Reporter’s Notebook: Ukraine Amputees Prepare to Go Back to War

There is a certain bravura among war-wounded amputees at the St. Panteleimon Hospital in Lviv, Ukraine.

We meet two men on their lunch break from demining roads and neighborhoods. Both are missing the lower half of one leg from mine explosions on the job, and six of their teammates have also recently lost limbs. 

“We are too busy to be psychologically damaged from this,” says Taras, 40, a soldier and father of two. 

“This guy works and has four kids,” he adds, gesturing to his colleague who wraps and re-wraps his stump before trying on a slightly smaller temporary prosthetic. A few minutes later the pair head back out to search for more of the mines that litter large swaths of Ukraine.

The prosthetist, Nazar Bahniuk, explains their quick visit to the hospital, saying man-made limbs need to be replaced or adjusted from time to time, because a person’s thigh is not accustomed to carrying their weight.

“You stand on your heels and feet since you are maybe one year old,” he explains. 

Most of Bahniuk’s patients come from battle zones in eastern Ukraine, the heart of the nearly yearlong war with Russia, but there is no region of the country that has been completely spared, he says. About 75% are soldiers and the rest are civilians, including a 70-year-old woman who recently stepped on a landmine.

 

The waiting list for prosthetics at his hospital is in the hundreds, adds Bahniuk.

Upstairs in a rehabilitation room, patients use treadmills and a stationary bike to gather their strength. Andriy, 44, lost his leg in September on a mission in Kherson, a city that was occupied by Russia for nine months before being freed by Ukraine and is now under constant attack.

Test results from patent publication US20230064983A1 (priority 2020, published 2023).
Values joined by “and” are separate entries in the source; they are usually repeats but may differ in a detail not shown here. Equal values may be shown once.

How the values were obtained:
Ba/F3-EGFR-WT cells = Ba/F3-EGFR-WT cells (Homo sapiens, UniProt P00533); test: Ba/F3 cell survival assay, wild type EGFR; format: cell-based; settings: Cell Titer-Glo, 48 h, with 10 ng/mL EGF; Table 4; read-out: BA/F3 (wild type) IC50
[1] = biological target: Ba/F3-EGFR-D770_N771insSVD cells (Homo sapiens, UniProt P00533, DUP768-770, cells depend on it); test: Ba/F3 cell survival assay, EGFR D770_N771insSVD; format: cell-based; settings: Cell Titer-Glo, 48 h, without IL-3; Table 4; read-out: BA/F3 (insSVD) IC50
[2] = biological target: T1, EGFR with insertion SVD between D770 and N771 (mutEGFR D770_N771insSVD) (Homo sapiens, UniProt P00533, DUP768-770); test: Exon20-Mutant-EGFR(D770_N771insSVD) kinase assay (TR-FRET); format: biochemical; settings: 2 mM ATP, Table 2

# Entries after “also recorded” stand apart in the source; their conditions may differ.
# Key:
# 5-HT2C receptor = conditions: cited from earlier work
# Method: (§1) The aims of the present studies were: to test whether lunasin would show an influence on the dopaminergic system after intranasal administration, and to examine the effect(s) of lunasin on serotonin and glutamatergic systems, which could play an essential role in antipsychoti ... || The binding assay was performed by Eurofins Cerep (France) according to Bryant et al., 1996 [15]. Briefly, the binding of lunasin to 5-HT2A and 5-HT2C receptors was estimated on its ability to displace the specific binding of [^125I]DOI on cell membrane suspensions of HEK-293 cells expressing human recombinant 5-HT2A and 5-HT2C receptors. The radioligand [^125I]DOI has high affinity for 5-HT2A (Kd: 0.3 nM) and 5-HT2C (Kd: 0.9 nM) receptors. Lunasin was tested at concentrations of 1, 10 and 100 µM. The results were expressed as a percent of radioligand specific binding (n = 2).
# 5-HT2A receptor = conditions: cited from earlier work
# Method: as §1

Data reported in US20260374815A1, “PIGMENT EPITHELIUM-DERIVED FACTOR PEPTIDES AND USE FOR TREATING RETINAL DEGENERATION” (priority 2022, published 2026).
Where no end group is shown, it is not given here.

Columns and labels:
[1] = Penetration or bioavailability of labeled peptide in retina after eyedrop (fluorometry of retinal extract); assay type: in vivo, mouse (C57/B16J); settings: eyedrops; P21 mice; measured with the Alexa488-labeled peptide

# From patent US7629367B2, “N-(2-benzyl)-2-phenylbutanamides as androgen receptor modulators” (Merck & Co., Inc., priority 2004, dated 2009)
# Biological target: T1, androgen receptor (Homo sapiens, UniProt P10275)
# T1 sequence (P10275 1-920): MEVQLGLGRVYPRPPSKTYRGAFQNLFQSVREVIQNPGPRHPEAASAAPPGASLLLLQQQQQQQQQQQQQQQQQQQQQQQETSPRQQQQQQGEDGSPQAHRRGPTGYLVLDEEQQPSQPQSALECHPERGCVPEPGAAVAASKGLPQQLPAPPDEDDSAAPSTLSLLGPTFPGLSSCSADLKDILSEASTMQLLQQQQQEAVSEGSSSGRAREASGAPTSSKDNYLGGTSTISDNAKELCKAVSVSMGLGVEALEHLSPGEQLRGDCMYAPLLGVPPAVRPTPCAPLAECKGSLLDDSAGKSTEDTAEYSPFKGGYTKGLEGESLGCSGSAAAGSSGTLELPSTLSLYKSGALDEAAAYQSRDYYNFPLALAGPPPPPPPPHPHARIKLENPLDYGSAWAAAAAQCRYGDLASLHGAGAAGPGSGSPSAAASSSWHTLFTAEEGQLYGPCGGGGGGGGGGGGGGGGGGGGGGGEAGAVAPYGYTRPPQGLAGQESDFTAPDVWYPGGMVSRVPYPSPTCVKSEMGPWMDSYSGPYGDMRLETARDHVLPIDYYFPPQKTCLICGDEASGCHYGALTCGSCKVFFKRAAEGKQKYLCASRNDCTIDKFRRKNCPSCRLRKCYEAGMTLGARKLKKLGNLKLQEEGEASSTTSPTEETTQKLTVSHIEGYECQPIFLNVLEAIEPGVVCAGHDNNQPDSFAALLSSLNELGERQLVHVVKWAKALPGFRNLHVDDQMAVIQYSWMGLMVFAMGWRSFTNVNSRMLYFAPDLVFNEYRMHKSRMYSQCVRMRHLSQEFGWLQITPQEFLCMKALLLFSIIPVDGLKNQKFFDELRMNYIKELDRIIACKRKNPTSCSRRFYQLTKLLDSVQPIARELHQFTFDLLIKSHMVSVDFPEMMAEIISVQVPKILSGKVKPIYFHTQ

We asked how he feels about losing his left leg.

“I’m sad I lost my time,” Andriy replies. “I’ve been in the hospital for months when I could have been fighting in the war.”

Children prepare

In the Lviv city center, where markets are packed by day with a population long swelled by displaced families, the local tourism office now serves as a press center. They offer emergency first aid kits, body armor and helmets to freelance journalists.

Olga Letnianchyk, a press center official, is also the mother of an eight-year-old girl. The school is open, she says, and children regularly go down into the basement when the air raid sirens go off or bombs hit the region, usually aiming at infrastructure outside of the city. Her daughter has a bag prepared in case of long stays in the shelter, she says, which holds water, a snack and a teddy bear.

But Lviv is comparatively safe, and more than a thousand kilometers from the ground war, Letnianchyk adds, which is why she stayed home when millions of other people fled Ukraine.

“It would be harder,” she adds, “to be outside and not be able to do anything.”

Like many people here, she jokes about the dangers of the war, saying after almost a year, the new ways of life in Ukraine have become ‘almost’ normal.

But only almost, she emphasizes, saying one never really gets used to bombs sailing in from the sky from more than a thousand kilometers away.

“It is mostly OK,” she says. “But don’t look up.”

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